Many pundits and legal analysts, including those at this site, have pointed to the weeks after the mid-term elections as the targeted time during which any indictments against Trump or his inner circle would likely be filed. Only DOJ knows what’s to come, but the Department’s recent activity and aggressive pace are consistent with the timeline and plans noted above. Now, DOJ wants to pierce former White House Counsel Pat Cipollone and deputy White House Counsel Patrick Philbin’s claims to attorney-client privilege (and-or executive privilege) regarding their discussions with Trump, in a move that CNN reporter Katelyn Polantz has said, if it’s successful, “that’s the ballgame.” From CNN:
The Justice Department is asking a federal judge to force the top two lawyers from Donald Trump’s White House counsel’s office to testify about their conversations with the former President as it tries to break through the privilege firewall Trump has used to avoid scrutiny of his actions on January 6, 2021, according to three people familiar with the investigation.
The move to compel additional testimony from former White House counsel Pat Cipollone and deputy White House counsel Patrick Philbin just last week is part of a set of secret court proceedings. Trump has been fighting to keep former advisers from testifying before a criminal grand jury about certain conversations, citing executive and attorney-client privileges to keep information confidential or slow down criminal investigators.
The fact that the hearings were kept secret (at least last week) is truly a testament to their importance both as a court proceeding and to keep third parties unaware. Recently, we have seen John Eastman’s claim to attorney-client privilege overridden by the “crime exception,” whereby the privilege doesn’t apply if the conversations involve plotting a crime. The evidentiary decision isn’t definitive as to whether Trump committed a crime, it was just likely enough for the judge in that matter. Piercing Cipollone and Philibin’s discussions wouldn’t fall under the same exception, it could fall under an exception where an attorney gives a client advice on how to avoid committing a crime, and the client commits the crime anyway. Hence the “that’s the whole ballgame” summary.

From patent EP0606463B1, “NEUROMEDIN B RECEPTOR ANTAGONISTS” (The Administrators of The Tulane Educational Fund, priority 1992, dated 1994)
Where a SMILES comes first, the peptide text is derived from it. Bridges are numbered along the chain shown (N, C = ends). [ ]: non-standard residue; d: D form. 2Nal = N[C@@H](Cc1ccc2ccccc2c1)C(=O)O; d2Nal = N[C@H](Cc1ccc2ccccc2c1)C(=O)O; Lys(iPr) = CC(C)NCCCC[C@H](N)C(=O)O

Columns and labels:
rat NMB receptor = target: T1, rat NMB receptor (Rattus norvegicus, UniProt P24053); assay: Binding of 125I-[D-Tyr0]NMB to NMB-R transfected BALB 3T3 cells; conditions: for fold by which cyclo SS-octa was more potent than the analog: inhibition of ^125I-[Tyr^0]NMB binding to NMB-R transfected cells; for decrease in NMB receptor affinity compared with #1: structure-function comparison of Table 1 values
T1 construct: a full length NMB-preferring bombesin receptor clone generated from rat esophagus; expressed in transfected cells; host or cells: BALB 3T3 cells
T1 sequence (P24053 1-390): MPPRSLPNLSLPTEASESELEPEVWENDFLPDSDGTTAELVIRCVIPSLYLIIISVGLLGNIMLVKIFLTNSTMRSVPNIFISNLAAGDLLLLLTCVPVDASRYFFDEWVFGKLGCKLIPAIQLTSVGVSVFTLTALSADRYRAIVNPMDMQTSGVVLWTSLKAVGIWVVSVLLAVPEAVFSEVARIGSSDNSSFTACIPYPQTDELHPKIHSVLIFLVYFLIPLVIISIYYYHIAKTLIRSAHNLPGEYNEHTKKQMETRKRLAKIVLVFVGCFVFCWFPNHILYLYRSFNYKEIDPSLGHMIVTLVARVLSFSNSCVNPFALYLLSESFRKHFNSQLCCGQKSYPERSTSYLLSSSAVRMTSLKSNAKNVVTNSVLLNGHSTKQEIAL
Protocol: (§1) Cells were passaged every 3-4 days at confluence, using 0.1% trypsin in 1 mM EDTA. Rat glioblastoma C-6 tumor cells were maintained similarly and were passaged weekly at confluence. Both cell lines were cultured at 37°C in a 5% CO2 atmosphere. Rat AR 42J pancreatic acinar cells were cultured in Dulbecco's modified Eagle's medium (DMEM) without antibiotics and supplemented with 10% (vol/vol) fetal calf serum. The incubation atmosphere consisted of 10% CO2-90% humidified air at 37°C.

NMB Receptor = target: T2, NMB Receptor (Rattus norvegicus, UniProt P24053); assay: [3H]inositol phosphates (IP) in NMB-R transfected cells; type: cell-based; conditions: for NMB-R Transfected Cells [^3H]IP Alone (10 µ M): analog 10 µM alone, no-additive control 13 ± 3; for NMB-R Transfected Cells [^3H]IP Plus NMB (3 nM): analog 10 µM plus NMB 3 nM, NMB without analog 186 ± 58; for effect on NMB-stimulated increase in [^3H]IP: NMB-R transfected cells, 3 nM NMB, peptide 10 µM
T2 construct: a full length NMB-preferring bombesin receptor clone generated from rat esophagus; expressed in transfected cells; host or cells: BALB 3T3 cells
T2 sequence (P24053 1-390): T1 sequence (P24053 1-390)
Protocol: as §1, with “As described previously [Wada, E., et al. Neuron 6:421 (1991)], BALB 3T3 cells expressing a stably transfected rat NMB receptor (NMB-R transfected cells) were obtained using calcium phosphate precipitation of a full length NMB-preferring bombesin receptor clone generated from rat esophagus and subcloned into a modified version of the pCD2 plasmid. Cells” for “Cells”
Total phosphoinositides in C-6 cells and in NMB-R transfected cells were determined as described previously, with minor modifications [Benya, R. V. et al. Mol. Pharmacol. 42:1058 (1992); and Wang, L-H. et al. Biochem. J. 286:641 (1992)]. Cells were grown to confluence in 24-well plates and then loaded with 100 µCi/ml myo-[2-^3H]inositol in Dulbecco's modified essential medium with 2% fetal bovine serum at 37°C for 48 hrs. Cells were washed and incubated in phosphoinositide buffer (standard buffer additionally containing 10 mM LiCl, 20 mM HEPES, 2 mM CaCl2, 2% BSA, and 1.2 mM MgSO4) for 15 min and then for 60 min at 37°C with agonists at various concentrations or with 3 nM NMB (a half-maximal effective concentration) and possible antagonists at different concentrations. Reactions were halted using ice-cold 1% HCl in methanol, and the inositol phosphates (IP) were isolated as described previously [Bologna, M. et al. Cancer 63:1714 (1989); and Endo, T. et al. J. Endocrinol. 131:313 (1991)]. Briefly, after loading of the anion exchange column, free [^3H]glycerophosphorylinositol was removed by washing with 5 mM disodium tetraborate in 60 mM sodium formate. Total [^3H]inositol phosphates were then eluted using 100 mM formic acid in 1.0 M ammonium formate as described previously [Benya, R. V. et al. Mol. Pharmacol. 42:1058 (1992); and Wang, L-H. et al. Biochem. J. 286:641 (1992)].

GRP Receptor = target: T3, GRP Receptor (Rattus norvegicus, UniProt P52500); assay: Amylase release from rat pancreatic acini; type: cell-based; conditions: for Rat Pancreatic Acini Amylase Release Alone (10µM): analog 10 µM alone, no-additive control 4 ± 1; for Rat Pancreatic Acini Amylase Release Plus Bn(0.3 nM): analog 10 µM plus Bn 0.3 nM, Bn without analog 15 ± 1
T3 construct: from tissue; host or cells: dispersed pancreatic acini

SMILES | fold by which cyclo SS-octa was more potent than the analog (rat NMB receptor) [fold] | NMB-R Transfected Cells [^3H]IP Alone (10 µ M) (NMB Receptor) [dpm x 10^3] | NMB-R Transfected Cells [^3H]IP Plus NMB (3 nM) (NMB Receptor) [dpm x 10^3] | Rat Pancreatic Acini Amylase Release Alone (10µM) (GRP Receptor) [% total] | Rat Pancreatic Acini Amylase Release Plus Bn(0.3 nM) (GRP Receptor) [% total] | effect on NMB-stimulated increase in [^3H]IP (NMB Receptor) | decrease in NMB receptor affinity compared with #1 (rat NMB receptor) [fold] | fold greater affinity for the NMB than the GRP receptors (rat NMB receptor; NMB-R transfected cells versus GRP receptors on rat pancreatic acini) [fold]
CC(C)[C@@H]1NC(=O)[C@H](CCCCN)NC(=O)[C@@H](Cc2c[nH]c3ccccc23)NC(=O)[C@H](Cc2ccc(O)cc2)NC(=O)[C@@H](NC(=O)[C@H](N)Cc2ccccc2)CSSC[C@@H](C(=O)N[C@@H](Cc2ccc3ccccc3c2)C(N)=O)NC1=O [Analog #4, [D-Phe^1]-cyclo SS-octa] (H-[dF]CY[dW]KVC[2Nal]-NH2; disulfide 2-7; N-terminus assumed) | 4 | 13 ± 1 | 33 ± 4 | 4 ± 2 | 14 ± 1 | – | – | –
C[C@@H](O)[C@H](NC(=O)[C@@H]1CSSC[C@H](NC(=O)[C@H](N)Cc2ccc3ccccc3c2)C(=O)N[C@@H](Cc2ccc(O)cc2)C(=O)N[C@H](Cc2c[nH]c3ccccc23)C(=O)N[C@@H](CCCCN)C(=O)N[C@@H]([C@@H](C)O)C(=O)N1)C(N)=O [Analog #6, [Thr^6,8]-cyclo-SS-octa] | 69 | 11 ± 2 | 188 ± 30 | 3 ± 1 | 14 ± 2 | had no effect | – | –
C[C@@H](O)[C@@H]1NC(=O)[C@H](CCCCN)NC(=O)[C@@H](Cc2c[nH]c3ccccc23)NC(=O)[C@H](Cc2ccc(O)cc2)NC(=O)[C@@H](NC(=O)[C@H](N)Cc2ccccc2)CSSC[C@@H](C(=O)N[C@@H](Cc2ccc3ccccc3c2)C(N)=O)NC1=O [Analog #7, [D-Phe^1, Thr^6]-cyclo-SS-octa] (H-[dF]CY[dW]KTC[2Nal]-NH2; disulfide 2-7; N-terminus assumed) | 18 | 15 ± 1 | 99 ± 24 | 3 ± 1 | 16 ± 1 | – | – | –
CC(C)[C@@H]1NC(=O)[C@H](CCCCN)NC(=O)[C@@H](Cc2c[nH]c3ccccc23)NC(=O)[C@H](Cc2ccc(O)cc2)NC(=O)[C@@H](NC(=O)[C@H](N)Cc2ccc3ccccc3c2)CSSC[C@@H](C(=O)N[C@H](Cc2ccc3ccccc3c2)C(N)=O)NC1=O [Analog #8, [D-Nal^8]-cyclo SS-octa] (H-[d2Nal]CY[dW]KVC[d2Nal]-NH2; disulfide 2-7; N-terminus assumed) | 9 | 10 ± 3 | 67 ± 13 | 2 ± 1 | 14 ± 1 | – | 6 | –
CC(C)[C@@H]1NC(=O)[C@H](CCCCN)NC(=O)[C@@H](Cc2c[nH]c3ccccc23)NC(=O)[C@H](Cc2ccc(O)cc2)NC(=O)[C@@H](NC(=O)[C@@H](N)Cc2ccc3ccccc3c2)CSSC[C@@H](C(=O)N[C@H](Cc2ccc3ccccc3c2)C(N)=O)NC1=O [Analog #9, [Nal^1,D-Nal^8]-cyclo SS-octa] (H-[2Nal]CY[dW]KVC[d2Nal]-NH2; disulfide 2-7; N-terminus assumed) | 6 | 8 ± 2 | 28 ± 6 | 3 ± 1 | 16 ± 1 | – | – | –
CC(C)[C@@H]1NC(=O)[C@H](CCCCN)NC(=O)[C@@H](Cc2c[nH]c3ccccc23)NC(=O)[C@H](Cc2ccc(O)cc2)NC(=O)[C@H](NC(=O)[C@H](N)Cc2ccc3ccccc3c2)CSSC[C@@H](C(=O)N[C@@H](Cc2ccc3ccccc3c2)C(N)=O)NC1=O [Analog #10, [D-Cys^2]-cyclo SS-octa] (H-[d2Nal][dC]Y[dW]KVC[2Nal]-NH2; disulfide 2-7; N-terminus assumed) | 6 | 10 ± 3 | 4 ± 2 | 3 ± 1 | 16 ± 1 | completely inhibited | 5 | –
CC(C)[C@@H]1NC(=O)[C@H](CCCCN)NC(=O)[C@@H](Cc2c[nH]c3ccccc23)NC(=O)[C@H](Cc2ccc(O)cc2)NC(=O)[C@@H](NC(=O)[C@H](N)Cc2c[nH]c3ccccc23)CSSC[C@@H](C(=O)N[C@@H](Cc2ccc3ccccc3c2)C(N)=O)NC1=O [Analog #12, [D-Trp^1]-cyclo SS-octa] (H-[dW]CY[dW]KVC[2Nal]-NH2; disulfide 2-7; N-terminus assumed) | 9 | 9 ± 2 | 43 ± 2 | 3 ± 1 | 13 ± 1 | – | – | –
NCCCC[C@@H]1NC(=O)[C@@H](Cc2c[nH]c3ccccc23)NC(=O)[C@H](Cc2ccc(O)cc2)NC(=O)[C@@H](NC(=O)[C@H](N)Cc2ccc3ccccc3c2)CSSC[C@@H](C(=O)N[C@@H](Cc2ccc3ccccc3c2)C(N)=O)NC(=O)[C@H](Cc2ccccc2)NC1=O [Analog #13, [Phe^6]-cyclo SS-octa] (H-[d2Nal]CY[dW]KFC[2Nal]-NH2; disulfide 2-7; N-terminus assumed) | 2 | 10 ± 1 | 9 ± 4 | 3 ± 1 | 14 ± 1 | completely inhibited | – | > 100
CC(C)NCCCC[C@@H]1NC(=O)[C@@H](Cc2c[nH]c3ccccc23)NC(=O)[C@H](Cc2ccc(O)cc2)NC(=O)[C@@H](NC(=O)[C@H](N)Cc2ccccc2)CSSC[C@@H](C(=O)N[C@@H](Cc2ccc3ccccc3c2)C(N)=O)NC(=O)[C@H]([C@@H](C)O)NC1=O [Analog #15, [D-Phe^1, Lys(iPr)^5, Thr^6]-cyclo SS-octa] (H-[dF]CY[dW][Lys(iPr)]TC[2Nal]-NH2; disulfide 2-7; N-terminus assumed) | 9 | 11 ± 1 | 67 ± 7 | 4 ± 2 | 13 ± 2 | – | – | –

The attempt follows on the heels of the first successful piercing of the executive privilege with respect to Mike Pence’s staff, in which Marc Short and Greg Jacob testified.
Jacob’s testimony on October 6, which has not been previously reported, is the first identifiable time when the confidentiality Trump had tried to maintain around the West Wing after the 2020 election has been pierced in the criminal probe following a court battle. A week after Jacob spoke to the grand jury again, Short had his own grand jury appearance date, CNN reported.
It really is almost impossible to get closer to Trump and possible incriminating statements – answers which go to “intent” to commit a crime, than deposing Pat Cipollone in front of a grand jury. Cipollone has knowledge of Trump’s intentions on January 6th and the Florida files. So, if Cipollone finds himself in front of the grand jury… Ball game… if it happens. They aren’t there yet, but as said up top, this is what one would expect to see a month out from possible filings.
@JasonMiciak believes a day without learning is a day not lived. He is a political writer, features writer, author, and attorney. He is a Canadian-born dual citizen who spent his teen and college years in the Pacific Northwest and has since lived in seven states. He now enjoys life as a single dad of a young girl, writing from the beaches of the Gulf Coast. He loves crafting his flower pots, cooking, and currently studies philosophy of science, religion, and non-math principles behind quantum mechanics and cosmology. Please feel free to contact for speaking engagements or any concerns.